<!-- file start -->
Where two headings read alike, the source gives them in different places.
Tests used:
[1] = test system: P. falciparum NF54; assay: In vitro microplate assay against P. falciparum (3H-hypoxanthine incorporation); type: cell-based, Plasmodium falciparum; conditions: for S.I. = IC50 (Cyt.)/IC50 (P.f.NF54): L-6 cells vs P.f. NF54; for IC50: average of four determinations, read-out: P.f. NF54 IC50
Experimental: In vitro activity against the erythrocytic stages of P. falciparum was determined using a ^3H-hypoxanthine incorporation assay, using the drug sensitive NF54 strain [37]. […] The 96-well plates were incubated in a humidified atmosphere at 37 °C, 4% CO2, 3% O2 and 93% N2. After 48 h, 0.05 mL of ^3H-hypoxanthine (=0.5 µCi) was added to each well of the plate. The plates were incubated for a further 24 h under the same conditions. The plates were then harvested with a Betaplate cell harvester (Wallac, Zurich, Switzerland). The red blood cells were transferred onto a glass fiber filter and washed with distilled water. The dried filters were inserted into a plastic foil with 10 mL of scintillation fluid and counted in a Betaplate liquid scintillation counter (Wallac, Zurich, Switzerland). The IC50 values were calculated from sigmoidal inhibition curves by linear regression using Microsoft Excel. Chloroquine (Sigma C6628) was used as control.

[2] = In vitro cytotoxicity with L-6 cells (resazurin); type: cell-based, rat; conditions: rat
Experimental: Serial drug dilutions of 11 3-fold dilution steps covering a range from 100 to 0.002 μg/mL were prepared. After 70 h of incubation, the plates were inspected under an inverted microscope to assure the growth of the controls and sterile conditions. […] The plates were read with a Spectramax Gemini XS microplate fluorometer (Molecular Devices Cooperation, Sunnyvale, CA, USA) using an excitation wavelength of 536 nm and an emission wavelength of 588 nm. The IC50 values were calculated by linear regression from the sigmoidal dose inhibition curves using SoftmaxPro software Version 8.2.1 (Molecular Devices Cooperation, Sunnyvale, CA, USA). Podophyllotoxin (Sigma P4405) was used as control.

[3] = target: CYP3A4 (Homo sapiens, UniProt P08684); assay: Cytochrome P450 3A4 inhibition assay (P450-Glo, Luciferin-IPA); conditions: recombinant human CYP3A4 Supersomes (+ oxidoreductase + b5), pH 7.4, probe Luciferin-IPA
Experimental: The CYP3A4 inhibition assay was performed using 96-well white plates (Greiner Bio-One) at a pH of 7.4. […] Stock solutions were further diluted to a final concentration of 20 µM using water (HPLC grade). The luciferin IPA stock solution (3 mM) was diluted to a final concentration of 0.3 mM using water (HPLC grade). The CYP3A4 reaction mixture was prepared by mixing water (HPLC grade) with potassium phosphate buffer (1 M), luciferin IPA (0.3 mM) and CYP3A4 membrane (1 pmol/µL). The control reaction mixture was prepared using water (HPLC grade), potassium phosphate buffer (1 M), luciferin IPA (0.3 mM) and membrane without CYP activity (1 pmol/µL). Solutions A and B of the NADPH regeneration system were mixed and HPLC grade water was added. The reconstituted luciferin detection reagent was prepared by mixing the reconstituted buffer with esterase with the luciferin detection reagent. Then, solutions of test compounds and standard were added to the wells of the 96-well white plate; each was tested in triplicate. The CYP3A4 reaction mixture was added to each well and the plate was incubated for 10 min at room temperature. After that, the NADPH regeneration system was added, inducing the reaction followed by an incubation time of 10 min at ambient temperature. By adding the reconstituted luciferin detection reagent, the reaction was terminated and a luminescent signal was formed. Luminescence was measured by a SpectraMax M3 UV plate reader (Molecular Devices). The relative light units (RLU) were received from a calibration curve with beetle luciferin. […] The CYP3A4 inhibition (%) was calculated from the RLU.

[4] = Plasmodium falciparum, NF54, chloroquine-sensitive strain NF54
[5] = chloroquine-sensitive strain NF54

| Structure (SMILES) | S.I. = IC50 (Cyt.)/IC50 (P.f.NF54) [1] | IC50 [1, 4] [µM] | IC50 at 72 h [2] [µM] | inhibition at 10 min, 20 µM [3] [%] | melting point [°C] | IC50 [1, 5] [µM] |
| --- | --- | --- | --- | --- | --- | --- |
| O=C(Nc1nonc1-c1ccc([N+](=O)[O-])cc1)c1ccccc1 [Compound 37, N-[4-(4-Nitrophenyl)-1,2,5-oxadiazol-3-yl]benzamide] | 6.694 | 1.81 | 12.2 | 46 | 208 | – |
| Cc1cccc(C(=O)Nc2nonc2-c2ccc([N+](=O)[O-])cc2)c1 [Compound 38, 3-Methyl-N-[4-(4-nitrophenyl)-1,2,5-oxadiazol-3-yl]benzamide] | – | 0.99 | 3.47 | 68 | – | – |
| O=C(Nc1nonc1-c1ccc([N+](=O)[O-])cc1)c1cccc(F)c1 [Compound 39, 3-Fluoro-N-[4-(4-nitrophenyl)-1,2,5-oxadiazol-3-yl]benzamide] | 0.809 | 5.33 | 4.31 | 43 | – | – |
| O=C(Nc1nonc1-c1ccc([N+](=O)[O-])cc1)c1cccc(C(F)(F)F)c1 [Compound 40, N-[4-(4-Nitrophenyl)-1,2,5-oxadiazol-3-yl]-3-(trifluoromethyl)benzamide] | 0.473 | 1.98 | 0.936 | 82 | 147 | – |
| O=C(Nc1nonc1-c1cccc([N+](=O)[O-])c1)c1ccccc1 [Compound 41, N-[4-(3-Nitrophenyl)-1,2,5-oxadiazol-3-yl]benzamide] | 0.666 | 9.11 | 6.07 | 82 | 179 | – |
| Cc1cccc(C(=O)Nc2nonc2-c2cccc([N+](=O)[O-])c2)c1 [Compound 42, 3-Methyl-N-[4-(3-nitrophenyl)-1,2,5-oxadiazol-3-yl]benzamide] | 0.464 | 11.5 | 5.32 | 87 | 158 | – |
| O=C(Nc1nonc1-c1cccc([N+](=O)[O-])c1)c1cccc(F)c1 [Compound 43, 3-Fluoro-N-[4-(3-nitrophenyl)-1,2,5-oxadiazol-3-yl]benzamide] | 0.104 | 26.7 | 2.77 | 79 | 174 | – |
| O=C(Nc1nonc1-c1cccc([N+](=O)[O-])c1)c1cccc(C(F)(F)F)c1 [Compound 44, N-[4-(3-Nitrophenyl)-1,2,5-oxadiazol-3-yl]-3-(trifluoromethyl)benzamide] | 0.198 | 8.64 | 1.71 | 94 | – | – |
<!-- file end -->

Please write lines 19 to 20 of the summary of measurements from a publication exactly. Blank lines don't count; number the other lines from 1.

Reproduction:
| O=C(Nc1nonc1-c1cccc([N+](=O)[O-])c1)c1cccc(F)c1 [Compound 43, 3-Fluoro-N-[4-(3-nitrophenyl)-1,2,5-oxadiazol-3-yl]benzamide] | 0.104 | 26.7 | 2.77 | 79 | 174 | – |
| O=C(Nc1nonc1-c1cccc([N+](=O)[O-])c1)c1cccc(C(F)(F)F)c1 [Compound 44, N-[4-(3-Nitrophenyl)-1,2,5-oxadiazol-3-yl]-3-(trifluoromethyl)benzamide] | 0.198 | 8.64 | 1.71 | 94 | – | – |